Harris Roen, Editor
Roen Financial Report
May 14, 2013
SolarCity (SCTY) has been one of the hottest alternative energy stocks since its Initial Public Offering five short months ago. Yesterday it shot up 24% in one day, on the largest one-day volume since it opened, in anticipation of its quarterly earnings release. It is up 95% in the past three months, and has more than tripled from its initial trading price. As of this writing SCTY has given back about a third of yesterday’s stratospheric gains.
Now that earnings have been released, let’s take a grounded-in-reality look at this innovative solar company.
SolarCity’s earnings results were mixed, showing steady revenues, but also a net loss for the first quarter of 2013 (chart above). It’s disconcerting that net income has been negative for the past four quarters, and on a per share basis, the most recent losses were 28% greater than analyst expectations. Revenues, on the other hand, came in ahead of analyst estimates, but just barely.
If SolarCity is to make it as a company, it needs to successfully implement a business plan that grows its customer base in a big way. It therefore makes sense to look at data relating to its clients. The chart below shows data for each of the past four years, and compares it to the most recent quarter.
Customer growth remains robust for the first quarter of 2013. 2012 was off the charts, with SolarCity adding on 30,950 new clients. The first three months of 2013 added close to a quarter of that number, which is good news for FY 2013 projections.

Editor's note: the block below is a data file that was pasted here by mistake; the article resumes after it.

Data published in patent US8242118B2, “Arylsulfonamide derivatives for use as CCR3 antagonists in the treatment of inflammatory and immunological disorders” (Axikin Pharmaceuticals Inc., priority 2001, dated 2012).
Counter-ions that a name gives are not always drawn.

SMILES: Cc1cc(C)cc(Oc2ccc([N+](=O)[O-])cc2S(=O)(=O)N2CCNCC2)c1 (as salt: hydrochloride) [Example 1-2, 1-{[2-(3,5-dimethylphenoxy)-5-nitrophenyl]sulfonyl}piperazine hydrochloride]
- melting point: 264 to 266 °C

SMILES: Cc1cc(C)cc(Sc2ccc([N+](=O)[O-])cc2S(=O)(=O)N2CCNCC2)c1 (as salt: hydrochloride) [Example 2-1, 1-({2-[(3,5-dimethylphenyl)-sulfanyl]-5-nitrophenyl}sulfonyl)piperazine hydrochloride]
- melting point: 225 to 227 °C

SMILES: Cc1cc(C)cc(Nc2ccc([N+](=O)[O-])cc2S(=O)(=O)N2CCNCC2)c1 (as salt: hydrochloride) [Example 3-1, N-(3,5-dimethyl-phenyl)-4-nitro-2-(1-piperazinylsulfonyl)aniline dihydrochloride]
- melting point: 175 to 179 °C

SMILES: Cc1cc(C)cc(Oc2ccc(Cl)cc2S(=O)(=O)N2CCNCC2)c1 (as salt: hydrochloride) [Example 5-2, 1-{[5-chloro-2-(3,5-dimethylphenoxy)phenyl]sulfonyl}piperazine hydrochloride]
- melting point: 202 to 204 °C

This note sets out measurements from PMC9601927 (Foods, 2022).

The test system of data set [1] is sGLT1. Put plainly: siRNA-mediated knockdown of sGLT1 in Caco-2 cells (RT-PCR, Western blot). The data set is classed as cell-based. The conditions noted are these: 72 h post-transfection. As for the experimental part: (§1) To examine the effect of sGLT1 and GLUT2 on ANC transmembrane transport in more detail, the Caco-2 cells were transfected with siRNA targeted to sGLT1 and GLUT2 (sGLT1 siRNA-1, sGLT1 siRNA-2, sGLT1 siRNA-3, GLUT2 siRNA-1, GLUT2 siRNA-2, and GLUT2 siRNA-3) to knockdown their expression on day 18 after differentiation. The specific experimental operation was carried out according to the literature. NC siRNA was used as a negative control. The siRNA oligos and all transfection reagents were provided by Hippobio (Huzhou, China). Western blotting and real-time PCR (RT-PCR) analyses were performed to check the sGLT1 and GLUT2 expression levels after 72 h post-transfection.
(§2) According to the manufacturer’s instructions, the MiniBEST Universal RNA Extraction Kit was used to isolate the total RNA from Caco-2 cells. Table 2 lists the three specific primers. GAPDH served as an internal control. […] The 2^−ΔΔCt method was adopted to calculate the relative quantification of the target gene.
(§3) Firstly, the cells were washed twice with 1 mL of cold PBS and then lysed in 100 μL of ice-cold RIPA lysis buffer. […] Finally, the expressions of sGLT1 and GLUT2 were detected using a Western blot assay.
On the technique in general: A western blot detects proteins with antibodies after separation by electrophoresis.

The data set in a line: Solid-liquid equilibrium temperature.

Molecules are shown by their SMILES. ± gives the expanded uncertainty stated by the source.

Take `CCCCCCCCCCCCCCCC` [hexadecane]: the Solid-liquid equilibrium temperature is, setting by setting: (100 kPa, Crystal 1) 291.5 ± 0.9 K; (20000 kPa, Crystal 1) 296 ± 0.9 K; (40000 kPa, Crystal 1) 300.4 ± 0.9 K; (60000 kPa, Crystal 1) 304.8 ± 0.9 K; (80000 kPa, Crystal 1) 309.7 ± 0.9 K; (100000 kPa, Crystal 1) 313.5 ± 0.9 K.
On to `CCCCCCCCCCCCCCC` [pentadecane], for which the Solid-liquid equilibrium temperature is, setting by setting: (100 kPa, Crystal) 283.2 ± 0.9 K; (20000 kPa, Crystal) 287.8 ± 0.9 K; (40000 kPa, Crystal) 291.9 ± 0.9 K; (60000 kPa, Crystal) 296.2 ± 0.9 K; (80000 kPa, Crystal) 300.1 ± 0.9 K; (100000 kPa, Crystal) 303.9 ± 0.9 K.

Total revenue per customer is declining steadily, but that is to be expected as the number of customers dramatically increases. What is occurring though (and what we want to see) is that the net loss per customer is steadily decreasing. It has changed from a low of around $5,000 in 2010 and 2011, to about $500 in the most recent quarter. If SolarCity can keep that trend going then the company will soon be in the black again. Another important metric is the acquisition cost per customer, which has remained steady at 2012 levels.
I also find it encouraging that SolarCity’s debt levels remain reasonable, just about the same as 2012 levels. It is important to understand that in many ways SolarCity is a financial company, crafting and offering creative finance options to allow clients to get solar done with minimal up-front costs. As with other financial firms, debt is a big part of SolarCity’s business, so it must be analyzed under that spotlight.
Though I still view SolarCity as an investment for the speculative portion of a portfolio, the long-term prospects for this company are very compelling. For example, SolarCity recently announced its biggest project to date—a 24 megawatt, 6,500 Homes in Project at Navy and Marine Bases in Hawaii. Investors that are willing to ride the SCTY stock price rollercoaster are likely to be rewarded in the long term.